Theory and Application to the Digitization of Young Human Capital Support

Theory and Application to the Digitization of Young Human Capital Support

Eman A. Zabalawi (Higher Colleges of Technology, UAE)
Copyright: © 2020 |Pages: 27
DOI: 10.4018/978-1-7998-2956-0.ch006


The chapter presents a review of a variety of theories and models of adopting and adapting new technological tools such as social media for young people and the impact of their outcomes such as employment, learning at work, and communication. The chapter tries to explain the influence of digital technologies on young adult career selection. The chapter encompasses four principles including self-concepts, adult learner experience, opinion polls, and readiness to learn. As youth workers are expected to be lifelong learners, and youth work itself is an area that continues to be established in learning settings, this chapter on the values of adult learners, alongside theories, helps learners to understand and create more practical learning environments.
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Adult Learning Theory

Because this research focuses on young adults and participants in extracurricular activities, the learning philosophy of the evaluation adult helps to understand learners and allows more realistic learning environments to be built. Through making four assumptions about the features of the values of adult learners (M. S. Knowles, 1984), they offer a wide range of advantages, including a better understanding of the four principles and an improvement in information retention.

  • Self-Concept as a mature person moves from being dependent on being a self-directed human being. Adults who have acquired responsibility for their lives and decisions where it is essential to have control over their learning. The peer relationship, the instructor discussion, is therefore an example of the options of an imperative need to explain the reasons for specific learning areas.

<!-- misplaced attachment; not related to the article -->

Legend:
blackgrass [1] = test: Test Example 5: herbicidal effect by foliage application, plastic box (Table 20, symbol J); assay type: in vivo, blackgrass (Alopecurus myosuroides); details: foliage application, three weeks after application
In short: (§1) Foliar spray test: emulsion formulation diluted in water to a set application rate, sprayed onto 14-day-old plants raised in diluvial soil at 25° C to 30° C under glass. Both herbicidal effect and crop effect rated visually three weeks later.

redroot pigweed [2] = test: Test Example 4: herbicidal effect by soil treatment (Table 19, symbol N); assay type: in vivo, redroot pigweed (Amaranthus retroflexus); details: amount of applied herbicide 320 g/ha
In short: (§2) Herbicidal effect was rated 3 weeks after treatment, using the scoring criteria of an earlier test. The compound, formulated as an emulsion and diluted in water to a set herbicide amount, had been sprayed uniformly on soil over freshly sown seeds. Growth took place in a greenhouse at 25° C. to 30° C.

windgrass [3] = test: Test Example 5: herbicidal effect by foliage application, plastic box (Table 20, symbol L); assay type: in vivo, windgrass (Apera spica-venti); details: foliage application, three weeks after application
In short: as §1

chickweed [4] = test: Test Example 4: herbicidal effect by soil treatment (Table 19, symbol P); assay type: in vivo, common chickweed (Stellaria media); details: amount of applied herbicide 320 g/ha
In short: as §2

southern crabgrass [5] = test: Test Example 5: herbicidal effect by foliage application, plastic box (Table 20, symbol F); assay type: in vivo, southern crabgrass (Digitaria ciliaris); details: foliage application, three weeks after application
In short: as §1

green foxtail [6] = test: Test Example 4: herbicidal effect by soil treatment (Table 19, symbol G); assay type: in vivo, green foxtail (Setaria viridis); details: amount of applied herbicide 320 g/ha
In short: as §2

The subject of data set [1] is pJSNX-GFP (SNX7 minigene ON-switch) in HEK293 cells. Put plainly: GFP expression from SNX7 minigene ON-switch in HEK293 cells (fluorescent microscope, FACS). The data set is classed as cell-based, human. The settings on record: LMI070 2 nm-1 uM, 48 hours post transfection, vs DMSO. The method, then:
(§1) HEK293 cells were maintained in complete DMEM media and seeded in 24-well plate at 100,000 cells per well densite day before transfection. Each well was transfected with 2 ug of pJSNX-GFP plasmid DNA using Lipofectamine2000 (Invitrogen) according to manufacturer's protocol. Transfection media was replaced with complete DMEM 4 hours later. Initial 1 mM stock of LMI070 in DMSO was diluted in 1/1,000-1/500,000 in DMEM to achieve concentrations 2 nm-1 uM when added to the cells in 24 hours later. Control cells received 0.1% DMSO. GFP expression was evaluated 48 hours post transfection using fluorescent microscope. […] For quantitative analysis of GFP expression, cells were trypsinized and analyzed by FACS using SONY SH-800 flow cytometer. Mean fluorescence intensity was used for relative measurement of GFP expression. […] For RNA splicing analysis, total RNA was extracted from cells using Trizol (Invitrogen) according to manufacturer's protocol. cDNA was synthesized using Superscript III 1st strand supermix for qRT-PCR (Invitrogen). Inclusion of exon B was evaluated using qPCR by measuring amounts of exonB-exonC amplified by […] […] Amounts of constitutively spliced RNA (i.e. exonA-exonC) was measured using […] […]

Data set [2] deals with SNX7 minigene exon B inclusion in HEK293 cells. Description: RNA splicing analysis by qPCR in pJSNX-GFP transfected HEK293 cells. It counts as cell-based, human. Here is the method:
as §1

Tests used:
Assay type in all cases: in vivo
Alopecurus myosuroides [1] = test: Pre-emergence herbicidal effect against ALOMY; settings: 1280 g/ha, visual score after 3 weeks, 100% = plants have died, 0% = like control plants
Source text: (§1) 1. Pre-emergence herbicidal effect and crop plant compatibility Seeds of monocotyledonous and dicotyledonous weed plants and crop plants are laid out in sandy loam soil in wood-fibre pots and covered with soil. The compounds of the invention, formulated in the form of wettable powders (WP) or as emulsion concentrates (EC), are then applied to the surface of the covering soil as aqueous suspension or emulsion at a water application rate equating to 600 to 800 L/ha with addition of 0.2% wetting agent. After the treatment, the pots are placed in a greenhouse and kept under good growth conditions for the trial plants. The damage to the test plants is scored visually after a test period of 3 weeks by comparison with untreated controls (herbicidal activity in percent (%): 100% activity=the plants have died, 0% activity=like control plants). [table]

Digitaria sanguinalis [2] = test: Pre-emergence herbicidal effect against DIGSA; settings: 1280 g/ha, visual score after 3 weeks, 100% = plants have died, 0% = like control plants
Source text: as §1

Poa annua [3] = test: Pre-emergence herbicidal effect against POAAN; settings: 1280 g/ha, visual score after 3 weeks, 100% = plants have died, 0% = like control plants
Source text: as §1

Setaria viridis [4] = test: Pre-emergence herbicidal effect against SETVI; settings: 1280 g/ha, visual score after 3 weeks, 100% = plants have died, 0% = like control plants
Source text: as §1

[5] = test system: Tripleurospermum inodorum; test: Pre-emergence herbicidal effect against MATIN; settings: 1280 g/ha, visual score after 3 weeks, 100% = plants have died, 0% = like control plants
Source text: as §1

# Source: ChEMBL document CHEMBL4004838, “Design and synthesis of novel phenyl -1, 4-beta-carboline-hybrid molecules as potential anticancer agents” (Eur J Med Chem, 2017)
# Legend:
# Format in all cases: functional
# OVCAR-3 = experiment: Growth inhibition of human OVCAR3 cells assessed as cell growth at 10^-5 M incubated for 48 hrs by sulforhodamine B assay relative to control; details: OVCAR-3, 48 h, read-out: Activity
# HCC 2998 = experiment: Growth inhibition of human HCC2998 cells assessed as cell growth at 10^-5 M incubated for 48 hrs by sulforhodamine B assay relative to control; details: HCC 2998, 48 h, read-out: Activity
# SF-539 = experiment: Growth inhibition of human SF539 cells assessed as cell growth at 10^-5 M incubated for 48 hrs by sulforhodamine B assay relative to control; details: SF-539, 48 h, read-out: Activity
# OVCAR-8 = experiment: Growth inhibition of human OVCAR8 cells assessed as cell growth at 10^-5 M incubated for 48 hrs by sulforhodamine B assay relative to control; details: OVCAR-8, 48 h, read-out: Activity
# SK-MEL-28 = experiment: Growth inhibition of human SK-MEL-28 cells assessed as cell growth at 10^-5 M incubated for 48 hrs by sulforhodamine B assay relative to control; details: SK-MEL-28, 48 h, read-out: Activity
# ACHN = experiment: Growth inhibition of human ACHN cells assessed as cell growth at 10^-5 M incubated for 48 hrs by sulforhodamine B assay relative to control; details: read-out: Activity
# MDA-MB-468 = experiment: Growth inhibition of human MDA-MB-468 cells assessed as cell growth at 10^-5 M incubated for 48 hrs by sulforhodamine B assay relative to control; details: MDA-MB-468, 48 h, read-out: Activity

• Adult Learner Experience builds on the growing need for experience that is becoming an increasing resource for learning to be able to link the subject to real-world benefits and applications to situations that are excited about it as an opportunity to see directly how what they are learning can be used in the real world.

Opinion polls are also proliferating on the condition of young people in Arab countries and their perceived welfare outcomes. Since 2009, the Silatech Index has been released by Gallup and Silatech (2011), a representative annual survey which shows how young people themselves look at job creation, exposure to the tools they need to find a job, and policies that they see as blocking their direction, this research has found their way into government policy in particular. These are confined to dispersed sectoral initiatives in most countries which are only partly designed to meet the needs of the younger generations. In addition, laws and political decisions on youth development are absent, and coordination among institutions that affect the livelihoods of young people (education, labor and other ministries and institutions) is almost non-existent.

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